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North America’s first known sex doll brothel opening in Toronto

Toronto Star logo Toronto Star 2018-08-28 Jenna Moon - Staff Reporter,Claire Floody and
a blurry image of a woman: Anna is advertised on the Aura Dolls website as "busty, romantic and spontaneous." © Provided by Toronto Star Newspapers Limited Anna is advertised on the Aura Dolls website as "busty, romantic and spontaneous."

Toronto will soon be home to North America’s first known sex doll brothel, offering sexual services with six silicone-made dolls.

According to the website for Aura Dolls, the company behind the brothel, the vision is to bring a new way to achieve sexual needs “without the many restrictions and limitations that a real partner may come with.”

The brothel is expected to open in a shopping plaza on Yonge St., south of Sheppard Ave., on Sept. 8. The company doesn’t give the exact location on its website, stating it’s announced upon booking.

There are six different female sex dolls advertised. “Exotic girls to cater to everyone’s choice of beauty,” the website reads.

“We tried really hard to try to cater to every single standard of beauty, we have different ethnicity, different eye colours, different hair colour,” said Claire Lee, a representative for Aura Dolls. The company said they plan on expanding their collection “in the near future,” and will add male dolls.

The dolls are made of silicone, which is designed to give them a realistic look and feel, she said. In order to sanitize the dolls, Lee said a three-step routine is used after each booking.

However, staff still “highly recommend” the use of condoms, according to the website.

Spending half an hour with one doll costs $80, with two dolls running $160. For an hour, the cost is $120 with one doll. The maximum listed time is four hours for $480 per doll.

Doors at the new brothel for separate entry and exit will be used to ensure “maximum privacy for customers.” While the business does plan on having staff on-site, they “should not have any interaction,” Lee said.

“The reason why we do that is to make sure that everyone feels comfortable coming in and exiting,” she said, noting that people may feel shy or awkward about visiting the site.

A spokesperson for the city confirmed to the Star Monday evening that they have “no record of a municipal business licence” for the establishment.

However, Lee said that the business is operating within the law. “The only law stating with anything to do with the dolls is that it has to meet a height requirement. It can’t resemble a child,” she said. “We made sure that all their dolls fit the criteria and don’t resemble children.”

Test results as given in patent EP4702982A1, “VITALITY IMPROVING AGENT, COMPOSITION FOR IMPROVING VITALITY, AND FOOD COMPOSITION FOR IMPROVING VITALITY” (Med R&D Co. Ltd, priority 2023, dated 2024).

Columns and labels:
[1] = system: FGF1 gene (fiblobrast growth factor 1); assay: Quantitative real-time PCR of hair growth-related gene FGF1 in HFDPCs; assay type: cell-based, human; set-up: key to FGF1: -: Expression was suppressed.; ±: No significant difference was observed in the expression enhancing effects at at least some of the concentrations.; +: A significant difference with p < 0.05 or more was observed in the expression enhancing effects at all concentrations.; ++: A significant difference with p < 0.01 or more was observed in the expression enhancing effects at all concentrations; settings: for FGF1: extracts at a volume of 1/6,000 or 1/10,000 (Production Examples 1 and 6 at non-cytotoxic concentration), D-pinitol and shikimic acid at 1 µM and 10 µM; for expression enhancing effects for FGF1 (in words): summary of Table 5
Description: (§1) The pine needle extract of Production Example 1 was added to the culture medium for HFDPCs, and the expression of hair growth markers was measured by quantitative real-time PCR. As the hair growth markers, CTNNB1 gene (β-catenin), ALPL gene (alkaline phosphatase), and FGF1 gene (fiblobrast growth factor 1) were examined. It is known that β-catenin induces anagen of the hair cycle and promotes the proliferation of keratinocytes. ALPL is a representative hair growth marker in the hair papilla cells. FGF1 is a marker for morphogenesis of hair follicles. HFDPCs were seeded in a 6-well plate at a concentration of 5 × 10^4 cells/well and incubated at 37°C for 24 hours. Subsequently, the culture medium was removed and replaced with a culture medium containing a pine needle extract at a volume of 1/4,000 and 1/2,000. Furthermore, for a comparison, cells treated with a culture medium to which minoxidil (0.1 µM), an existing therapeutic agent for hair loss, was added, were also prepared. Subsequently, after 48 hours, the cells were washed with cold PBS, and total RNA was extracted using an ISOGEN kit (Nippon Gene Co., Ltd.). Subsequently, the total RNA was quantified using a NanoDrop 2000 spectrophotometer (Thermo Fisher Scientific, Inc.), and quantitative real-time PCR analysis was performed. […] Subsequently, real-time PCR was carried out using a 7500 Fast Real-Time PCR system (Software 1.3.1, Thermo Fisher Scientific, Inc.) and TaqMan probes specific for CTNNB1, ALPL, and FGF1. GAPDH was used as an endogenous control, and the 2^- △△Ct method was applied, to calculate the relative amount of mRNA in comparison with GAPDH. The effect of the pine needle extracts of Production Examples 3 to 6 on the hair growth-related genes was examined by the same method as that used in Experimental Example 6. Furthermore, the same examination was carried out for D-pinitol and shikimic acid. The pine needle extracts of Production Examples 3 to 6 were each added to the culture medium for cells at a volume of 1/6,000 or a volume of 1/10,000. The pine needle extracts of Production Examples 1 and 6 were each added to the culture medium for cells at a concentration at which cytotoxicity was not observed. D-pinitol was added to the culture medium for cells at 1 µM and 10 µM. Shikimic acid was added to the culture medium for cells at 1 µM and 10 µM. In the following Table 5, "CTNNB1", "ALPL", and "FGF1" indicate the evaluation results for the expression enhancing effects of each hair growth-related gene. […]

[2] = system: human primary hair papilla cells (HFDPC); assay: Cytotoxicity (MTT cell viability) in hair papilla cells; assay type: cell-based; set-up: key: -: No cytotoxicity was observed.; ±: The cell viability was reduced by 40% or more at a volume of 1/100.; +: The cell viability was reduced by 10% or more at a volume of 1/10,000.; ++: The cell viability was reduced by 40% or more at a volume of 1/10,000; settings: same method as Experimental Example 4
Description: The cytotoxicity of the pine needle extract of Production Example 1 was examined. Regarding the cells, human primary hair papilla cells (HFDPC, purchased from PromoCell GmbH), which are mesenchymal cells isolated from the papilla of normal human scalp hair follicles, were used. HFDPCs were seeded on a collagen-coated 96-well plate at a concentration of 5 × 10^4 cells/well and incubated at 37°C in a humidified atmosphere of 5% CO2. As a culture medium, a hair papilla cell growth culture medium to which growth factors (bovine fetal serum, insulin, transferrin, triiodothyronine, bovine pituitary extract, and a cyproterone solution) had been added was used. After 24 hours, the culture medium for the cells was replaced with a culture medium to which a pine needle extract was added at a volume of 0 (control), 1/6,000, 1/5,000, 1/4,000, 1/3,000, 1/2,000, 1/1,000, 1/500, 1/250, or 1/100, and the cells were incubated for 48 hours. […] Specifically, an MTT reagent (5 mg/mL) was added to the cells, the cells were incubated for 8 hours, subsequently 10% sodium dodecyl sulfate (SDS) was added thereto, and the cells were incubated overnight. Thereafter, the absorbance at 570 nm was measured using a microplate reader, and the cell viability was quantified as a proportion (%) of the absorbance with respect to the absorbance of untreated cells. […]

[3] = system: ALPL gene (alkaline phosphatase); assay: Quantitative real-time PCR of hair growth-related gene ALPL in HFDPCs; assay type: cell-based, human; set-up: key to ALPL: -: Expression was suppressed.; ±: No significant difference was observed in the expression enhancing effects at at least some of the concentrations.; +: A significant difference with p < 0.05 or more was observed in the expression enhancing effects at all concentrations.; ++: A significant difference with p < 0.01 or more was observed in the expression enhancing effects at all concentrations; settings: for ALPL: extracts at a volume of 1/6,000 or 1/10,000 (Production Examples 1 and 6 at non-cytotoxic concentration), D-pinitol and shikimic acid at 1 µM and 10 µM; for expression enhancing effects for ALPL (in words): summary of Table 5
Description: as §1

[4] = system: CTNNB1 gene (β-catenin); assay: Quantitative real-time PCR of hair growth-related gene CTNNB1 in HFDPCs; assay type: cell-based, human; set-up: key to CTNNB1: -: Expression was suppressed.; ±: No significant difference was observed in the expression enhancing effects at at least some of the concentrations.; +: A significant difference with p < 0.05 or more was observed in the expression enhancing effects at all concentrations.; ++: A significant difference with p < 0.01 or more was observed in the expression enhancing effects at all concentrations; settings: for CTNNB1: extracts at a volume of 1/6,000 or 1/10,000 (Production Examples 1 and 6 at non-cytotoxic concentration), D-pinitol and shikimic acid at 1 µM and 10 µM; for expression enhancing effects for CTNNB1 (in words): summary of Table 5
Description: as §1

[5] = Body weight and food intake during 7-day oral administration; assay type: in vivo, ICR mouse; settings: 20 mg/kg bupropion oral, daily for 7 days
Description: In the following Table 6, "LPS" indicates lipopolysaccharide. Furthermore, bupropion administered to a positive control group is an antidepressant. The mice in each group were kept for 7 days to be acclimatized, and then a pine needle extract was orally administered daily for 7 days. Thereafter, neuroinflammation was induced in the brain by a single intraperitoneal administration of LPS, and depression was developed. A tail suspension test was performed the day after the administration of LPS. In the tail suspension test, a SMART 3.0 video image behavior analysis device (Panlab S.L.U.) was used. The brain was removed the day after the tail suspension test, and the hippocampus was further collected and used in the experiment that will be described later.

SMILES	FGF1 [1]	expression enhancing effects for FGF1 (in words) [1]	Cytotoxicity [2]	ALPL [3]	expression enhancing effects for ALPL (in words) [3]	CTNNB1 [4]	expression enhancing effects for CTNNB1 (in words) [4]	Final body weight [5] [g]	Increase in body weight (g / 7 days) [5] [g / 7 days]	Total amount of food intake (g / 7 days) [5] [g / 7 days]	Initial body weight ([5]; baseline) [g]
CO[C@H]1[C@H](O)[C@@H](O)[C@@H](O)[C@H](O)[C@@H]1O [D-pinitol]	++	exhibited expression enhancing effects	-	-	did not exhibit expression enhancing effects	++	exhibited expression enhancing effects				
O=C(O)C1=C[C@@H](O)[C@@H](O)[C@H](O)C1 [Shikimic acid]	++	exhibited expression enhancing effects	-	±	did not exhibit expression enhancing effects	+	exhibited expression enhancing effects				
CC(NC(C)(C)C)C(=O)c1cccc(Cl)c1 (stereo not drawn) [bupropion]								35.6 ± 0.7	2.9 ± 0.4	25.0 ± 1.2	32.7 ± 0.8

Councillor John Filion, Ward 23 Willowdale, said his staff will be “throwing the book at (Aura Dolls) for everything they can.”

“I’ve still got people studying to see what’s legal and what isn’t,” Filion said. He noted that a bylaw introduced in North York in the ’90s prevents retail sex shops operating outside of industrial areas. Filion said his office is still confirming that the bylaw is active following harmonization, which condensed the six boroughs’ bylaws after amalgamation in 1998.

“If the bylaw that I brought in 20 years ago still exists, it would prohibit this,” Filion said.

“There’s legal issues,” he said, suggesting that people interested in using the sex dolls might consider doing so at home, rather than at a brothel.

The councillor said he’s received complaints from constituents about the business. “The phone’s ringing off the hook today,” Filion said.

Speaking to the Star Monday evening, Lee said that Aura Dolls hasn’t directly received any pushback.

“When we first started we really thought we would, but were surprised to see that the community is very open about it. They’re really happy. They seemed very curious and excited about it,” she said.

Speaking to the Star in April about sex robots in general, intimacy coach and sex educator Kim Switnicki said integrating sex robots into the bedroom can be valuable to society, especially for those who need more education or have trouble maintaining “in-real-life” relationships.

These are called “mediated relationships,” which Switnicki said is a relatively new field of research.

“Virtually all couples have mismatched sex drives, so it seems an obvious solution, but it does depend on how the partner chooses to use or interact or view the robot,” she said. “It really depends on how you value sex in the marriage context.”

In the same article, author Neil McArthur raised the question of the dolls’ appearance. “Will they be pornified fembots?” he said. “These exaggerated female creatures with huge breasts that look like this teenage male fantasy of what a woman should look like.”

He said researchers are looking at how to address gender issues that may arise from the appearance of sex robots.

With files from Alexandra Jones and Melanie Green, StarMetro Vancouver

Claire Floody is a breaking news reporter, working out of the Star’s radio room in Toronto. Follow her on Twitter: @claire_floody

Jenna Moon is a breaking news reporter, working out of the Star's radio room in Toronto. Follow her on Twitter: @_jennamoon

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